EOS 50D with 17-85mm IS lens

EOS 50D with 17-85mm IS lens

Outstanding, clean images

A newly designed 15.1 Megapixel CMOS sensor delivers ultra-detailed, low-noise images – ideal for large-scale reproduction or creative cropping. New manufacturing processes, plus redesigned photo diodes and microlenses, extend the light gathering capabilities of the sensor – allowing more pixels to be fitted on the CMOS sensor without compromising image quality. These changes ensure improved high ISO performance and low noise. High-speed, low light shooting is enabled by ISO levels of 3200, expandable to an ultra-sensitive 12800.

The EOS Integrated Cleaning System – including the improved Self Cleaning Sensor Unit with a new fluorine coating – increases protection of image quality by helping to reduce, repel and remove unwanted dust from the sensor. Stubborn particles can be removed automatically in post-production with Dust Delete Data and Canon’s included Digital Photo Professional software.

Rapid-fire performance

Canon’s new DIGIC 4 processor is fast enough to allow up to 6.3fps continuous shooting, in bursts of up to 90 JPEGs with a UDMA card. Used with Canon’s wide area AF system, which locks onto subjects with 9 individual cross type sensors, stunning action sequences can be captured – even in low-light conditions. This makes the EOS 50D particularly suited to sports and wildlife shooting.

DIGIC 4 works with the CMOS sensor to deliver 14-bit image processing, for smooth gradation and natural-looking colours – as well as ensuring ultra-fast startup times and near-instant image review after shooting.

See everything

A new 3.0” Clear View VGA LCD provides extra-large and wide angle-of-view image review, with plenty of clarity for accurate focus checks in playback. By switching to Live View mode – which displays a real-time image on the LCD – photographers can enjoy simplified shooting from awkward angles, or connect to a PC for remote shooting. Live Mode now offers three ways to auto focus: Quick AF, Live AF, and new Face Detection Live AF, which optimizes focus based on faces detected in the frame – for fast, spontaneous portraiture.

Control and ease of use

The famously intuitive EOS menu system includes a new Quick Control screen, for instant access to the most commonly-changed settings. A new Creative Auto mode offers automatic focus and exposure – while still allowing creative ‘tweaks’ to settings such as background sharpness.

“For advanced amateurs and semi-professionals – or professionals looking for a powerful backup model – the EOS 50D stands alone,” said Mogens Jensen, Head of Canon Consumer Imaging, Europe. “No other camera in this price bracket offers a comparable combination of speed and image quality.”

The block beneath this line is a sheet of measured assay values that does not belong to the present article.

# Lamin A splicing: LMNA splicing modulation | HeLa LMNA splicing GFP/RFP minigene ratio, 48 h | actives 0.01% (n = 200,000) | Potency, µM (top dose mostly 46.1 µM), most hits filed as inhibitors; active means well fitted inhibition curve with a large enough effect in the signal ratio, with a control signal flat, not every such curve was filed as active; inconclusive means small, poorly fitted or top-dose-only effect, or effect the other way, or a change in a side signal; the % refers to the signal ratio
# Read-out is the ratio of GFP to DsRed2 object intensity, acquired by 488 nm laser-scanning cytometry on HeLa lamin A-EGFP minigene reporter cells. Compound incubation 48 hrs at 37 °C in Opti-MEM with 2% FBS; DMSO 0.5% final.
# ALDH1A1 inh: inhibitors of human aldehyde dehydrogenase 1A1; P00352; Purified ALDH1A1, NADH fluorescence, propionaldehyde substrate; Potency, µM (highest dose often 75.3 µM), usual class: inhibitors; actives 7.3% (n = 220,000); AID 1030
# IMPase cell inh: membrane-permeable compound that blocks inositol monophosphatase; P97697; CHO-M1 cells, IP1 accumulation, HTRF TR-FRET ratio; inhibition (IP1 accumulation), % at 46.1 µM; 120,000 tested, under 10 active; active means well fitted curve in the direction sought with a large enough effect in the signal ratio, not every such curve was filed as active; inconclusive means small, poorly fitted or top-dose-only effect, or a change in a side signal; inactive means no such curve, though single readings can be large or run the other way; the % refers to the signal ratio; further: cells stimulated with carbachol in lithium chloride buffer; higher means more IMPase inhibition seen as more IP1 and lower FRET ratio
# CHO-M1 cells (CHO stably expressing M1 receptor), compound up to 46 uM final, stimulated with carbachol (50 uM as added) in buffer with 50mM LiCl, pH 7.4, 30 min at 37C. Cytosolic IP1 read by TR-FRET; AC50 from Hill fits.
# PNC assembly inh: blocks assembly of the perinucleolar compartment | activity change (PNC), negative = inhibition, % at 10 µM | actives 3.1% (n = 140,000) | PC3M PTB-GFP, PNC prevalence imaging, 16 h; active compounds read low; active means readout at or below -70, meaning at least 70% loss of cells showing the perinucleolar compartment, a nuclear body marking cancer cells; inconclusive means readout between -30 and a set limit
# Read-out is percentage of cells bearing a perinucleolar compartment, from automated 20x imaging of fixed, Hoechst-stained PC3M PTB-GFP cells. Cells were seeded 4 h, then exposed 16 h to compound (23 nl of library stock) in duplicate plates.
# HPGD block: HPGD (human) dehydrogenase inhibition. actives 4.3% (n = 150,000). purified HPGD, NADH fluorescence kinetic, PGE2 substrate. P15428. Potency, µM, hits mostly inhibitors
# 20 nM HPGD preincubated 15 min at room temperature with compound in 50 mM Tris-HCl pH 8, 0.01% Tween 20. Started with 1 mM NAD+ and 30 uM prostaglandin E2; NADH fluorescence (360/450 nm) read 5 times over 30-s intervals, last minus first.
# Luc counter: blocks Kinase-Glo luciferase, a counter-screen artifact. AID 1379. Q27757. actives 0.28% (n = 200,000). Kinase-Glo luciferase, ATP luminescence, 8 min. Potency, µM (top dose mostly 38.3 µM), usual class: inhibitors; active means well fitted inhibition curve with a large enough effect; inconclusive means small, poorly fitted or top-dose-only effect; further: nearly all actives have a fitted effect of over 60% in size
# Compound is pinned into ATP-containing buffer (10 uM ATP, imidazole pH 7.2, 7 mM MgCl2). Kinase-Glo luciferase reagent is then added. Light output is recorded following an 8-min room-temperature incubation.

Features at a glance:

  • 15.1 Megapixel APS-C CMOS sensor
  • 6.3fps continuous shooting, max. burst 90 JPEGs with UDMA card
  • DIGIC 4 processor
  • ISO 100-3200, expandable to 12800
  • 9-point wide area AF
  • 3.0” Clear View VGA LCD with Live View mode & Face Detection Live AF
  • Magnesium alloy body, with environmental protection
  • EOS Integrated Cleaning System
  • HDMI connection for high quality viewing and playback on a High Definition TV
  • Full compatibility with Canon EF and EF-S lenses and EX-series Speedlites

Pricing & Availability

The EOS 50D (body only) is available from end of September 2008 priced at £1199.99 / €1599.99 RRP inc. VAT.  The EOS 50D EF-S 17-85mm f/4-5.6 IS USM kit is available from end of September 2008 priced at £1499.99 / €1949.99 RRP inc. VAT. (UK/Ireland prices).

The 18-200mm ƒ3.5-5.6 IS USM lens

Canon 18-200mm IS EF-S lens

Canon 18-200mm IS EF-S lens

Breaking Canon’s claimed resistance to designing ‘superzooms’, the EF-S 18-200mm f/3.5-5.6 IS is designed exclusively for use with EOS cameras featuring an EF-S lens mount – including the new EOS 50D, EOS 1000D, EOS 450D, and earlier models. (The cosmetic design with the silver rings is unusual in a lens costing this much; it’s reminiscent of lower-cost Canon lenses, and an all-black design might have been better received. – Ed)

The EF-S 18-200mm f/3.5-5.6 IS features a 16 element, 12 group construction. This includes UD and aspherical lens elements, which minimise chromatic aberration and ensure crisp, corner-to-corner detail across the zoom range. A close focusing distance of just 45cm offers photographers total framing flexibility.

A Canon 4-stop optical Image Stabilizer – specially designed for the lens’ specific focal length range – works to counteract image blur that can occur when shooting handheld, or at slow shutter speeds. Automatic panning detection ensures effective performance when tracking moving subjects. Plus, because the IS system is based in the lens, results are visible through the viewfinder during framing.

Reflection off a digital camera’s image sensor can cause flare and ghosting. To suppress this, the EF-S 18-200mm f/3.5-5.6 IS uses optics treated with Canon’s patented Super Spectra coatings – for crisp, undistorted images with natural colour balance.

The EF-S 18-200mm f/3.5-5.6 IS is available from end of September 2008 priced at £549.99 / €729.99 RRP inc. VAT.